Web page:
Chopped and canned green chiles are the most convenient choice.

Smoked hatch chiles, as seen below, are remarkable when you can get them.

Peel off the charred skin. Split and clean out the seeds.

Although they don’t make a good first impression (especially after being frozen), fresh roasted green chiles are more flavorful than canned ones.


There’s no reason to use fresh tomatoes because you’re going to cook them anyway. However, diced tomatoes, as well as fire-roasted tomatoes, are good.

Some people prefer to buy whole tomatoes and crush them by hand. Go ahead. I’ll watch.

What to serve with Green Chile Stew:

This stew is good with fresh flour tortillas. They are tasty dipped into the stew juices. Corn tortillas are another option.

Can I make this ahead of time?

Yes. This recipe tastes better the next day after the flavors have time to hang out and get used to each other.

This stew freezes well.


Green Chile Stew with Green Beans

I had some Green Chile Stew left over a few months ago and some leftover green beans from a different meal. So in a moment of veggie craving, I combined them. Voila! –a new favorite comfort food.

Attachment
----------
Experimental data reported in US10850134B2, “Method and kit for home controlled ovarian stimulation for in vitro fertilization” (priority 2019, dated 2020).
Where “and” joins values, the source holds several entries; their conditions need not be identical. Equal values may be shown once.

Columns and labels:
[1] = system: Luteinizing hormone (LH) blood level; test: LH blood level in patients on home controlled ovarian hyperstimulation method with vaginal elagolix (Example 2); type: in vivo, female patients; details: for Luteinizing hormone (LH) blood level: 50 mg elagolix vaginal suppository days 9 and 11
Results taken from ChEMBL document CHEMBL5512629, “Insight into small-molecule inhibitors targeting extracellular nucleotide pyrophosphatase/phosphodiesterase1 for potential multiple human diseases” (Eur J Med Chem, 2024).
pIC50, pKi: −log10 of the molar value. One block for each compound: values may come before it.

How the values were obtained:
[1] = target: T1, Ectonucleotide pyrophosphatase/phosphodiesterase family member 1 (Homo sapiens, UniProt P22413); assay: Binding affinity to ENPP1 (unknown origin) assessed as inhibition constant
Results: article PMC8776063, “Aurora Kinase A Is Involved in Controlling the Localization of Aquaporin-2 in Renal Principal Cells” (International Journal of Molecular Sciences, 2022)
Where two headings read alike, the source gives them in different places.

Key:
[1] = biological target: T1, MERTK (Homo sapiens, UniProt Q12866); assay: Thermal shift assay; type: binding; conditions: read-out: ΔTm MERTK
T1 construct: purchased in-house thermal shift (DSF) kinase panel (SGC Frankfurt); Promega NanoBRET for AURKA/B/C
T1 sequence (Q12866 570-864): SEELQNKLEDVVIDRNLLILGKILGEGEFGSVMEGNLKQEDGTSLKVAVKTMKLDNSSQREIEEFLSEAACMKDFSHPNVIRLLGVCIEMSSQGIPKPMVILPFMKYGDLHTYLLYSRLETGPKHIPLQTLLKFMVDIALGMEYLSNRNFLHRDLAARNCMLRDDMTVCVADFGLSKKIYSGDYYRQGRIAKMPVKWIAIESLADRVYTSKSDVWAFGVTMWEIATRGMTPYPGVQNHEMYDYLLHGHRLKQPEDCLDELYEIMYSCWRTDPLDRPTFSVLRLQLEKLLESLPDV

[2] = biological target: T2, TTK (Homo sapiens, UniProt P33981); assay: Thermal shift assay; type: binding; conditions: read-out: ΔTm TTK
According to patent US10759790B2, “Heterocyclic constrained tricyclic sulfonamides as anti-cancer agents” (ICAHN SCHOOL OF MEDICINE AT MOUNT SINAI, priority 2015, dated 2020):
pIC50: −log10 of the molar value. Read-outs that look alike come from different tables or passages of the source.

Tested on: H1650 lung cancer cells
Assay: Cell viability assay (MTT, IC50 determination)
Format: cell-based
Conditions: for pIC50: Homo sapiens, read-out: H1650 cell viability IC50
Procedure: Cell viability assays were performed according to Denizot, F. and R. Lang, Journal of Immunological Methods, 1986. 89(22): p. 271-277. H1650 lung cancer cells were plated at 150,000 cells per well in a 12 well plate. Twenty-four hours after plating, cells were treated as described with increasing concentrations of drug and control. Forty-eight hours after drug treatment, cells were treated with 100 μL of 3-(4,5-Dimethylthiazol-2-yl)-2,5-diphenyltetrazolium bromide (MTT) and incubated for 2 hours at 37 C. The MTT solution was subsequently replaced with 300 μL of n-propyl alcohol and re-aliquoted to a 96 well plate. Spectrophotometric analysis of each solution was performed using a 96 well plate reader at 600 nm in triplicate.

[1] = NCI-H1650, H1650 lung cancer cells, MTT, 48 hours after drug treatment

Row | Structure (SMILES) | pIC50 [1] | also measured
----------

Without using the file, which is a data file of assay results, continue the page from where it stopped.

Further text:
If you have questions or suggestions, email me privately to Paula at saladinajar.com. Hope to see you again soon! Paula

Green chili stew in a bowl with cilantro garnish

Ground Pork Green Chile Stew Recipe

This Green Chile Stew with ground pork and tomatoes spiced with cumin is best served with tortillas. Comes together in a hurry.
5 from 3 votes
Prep Time 10 mins
Cook Time 45 mins
Total Time 55 mins
Course Soup
Servings 4 servings


  • 1 pound ground pork - not sausage
  • ½ cup chopped onions
  • 1-2 cloves minced garlic
  • 1 teaspoon cumin - ground
  • 2 tablespoons flour
  • salt and pepper
  • 1 14.5 ounce can diced tomatoes
  • 1 4 oz. can chopped green chiles